Deciding what drink to take or purchase for a festival can be a difficult decision. Many festivals have strict rules on what kinds of drink you can and cannot take with you. If everyone was able to take as much alcohol with them with no restrictions – many festival simply wouldn’t survive.
Obviously, no one wants to start their festival experience off with drink being confiscated or having to dump numerous crates of beer enroute to the campsite because it is just too heavy to carry all the way.
It is easy to get caught up in the excitement and hype around attending a festival but realistically it’s hard not to. Partying or chilling out with friends and the best live music is definitely something to get excited about. Taking alcohol to a festival is merely a part of the whole experience, kicking back with a refreshing alcoholic beverage whilst watching your favourite band perform compliments the care-free atmosphere.
Nevertheless, it is important to be wise when it comes to drinking; festival goers must remember that instead of waking up in a warm comfy bed with a cup of tea within reach, a cold tent and painful head is all you will be left with.
But it doesn’t have to be that way, preparing correctly will ensure that your experience runs smoothly and is as enjoyable as possible.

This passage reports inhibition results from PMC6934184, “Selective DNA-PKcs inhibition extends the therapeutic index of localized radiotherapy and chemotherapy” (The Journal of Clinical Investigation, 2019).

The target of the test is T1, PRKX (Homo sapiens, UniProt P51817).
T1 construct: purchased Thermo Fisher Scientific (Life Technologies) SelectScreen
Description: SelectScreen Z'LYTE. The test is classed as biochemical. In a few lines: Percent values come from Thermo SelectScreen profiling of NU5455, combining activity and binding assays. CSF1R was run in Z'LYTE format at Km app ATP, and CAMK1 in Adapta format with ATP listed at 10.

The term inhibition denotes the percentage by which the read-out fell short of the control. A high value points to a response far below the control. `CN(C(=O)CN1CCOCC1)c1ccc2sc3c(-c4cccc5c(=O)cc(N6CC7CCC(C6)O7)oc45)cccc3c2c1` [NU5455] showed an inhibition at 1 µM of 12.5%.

According to the Glastonbury and the Go Outdoors website, the best drink at a festival is water. Many festival attendees under-estimate how much walking they will be doing to and from the arena, and with a lack of sleep it is important to stay hydrated to avoid getting exhausted. It is a good idea to take a couple of bottles of water with you to refill as buying water at festivals can be a hassle and sometimes over-priced.
Energy drinks are a good way to start the day off when you’re feeling a little groggy, so it’s a reasonable idea to keep a stash in your tent when you’re feeling tired and worn out.
Many festivals don’t allow glass to be taken into the event and will search your luggage on arrival. It’s a lot easier to use plastic containers anyway as they are not as heavy and there is no threat of them smashing. It’s always a bit of a risk taking spirits as you don’t want to peak to early in the day, so if you want to have a good recollection of the bands you’ve seen, it’s best keeping them till later.
If you haven’t tried a certain type of drink before, save it till you get home. If it doesn’t agree with you body it may ruin your weekend so it’s a good idea to stick to what you know and like. Warm cider and beer isn’t the most delightfully tasting drink, so bear in mind that you won’t be able to keep drinks chilled.
Beers and lagers can also make you need the toilet a lot, which is not ideal when you are stood amongst hundreds of people in the middle of a crowd. A lot of festivals will not allow drink into the arena either, so make sure you take enough money to buy drinks once in there. Many of the drink tents and festival bars have a wide range of drinks which are chilled and fresh, which is definitely worth checking out. Most of the tents operate on a ‘Challenge 25’, so make sure you don’t forget your identification.
Taking water, drinking responsibly and knowing your limits, will ensure that you are set for a summer you won’t forget in a hurry.
What do you drink at festivals? Lets us know below.
If you want to know how much you’re drinking, why not check out our article How many units are you drinking at an event?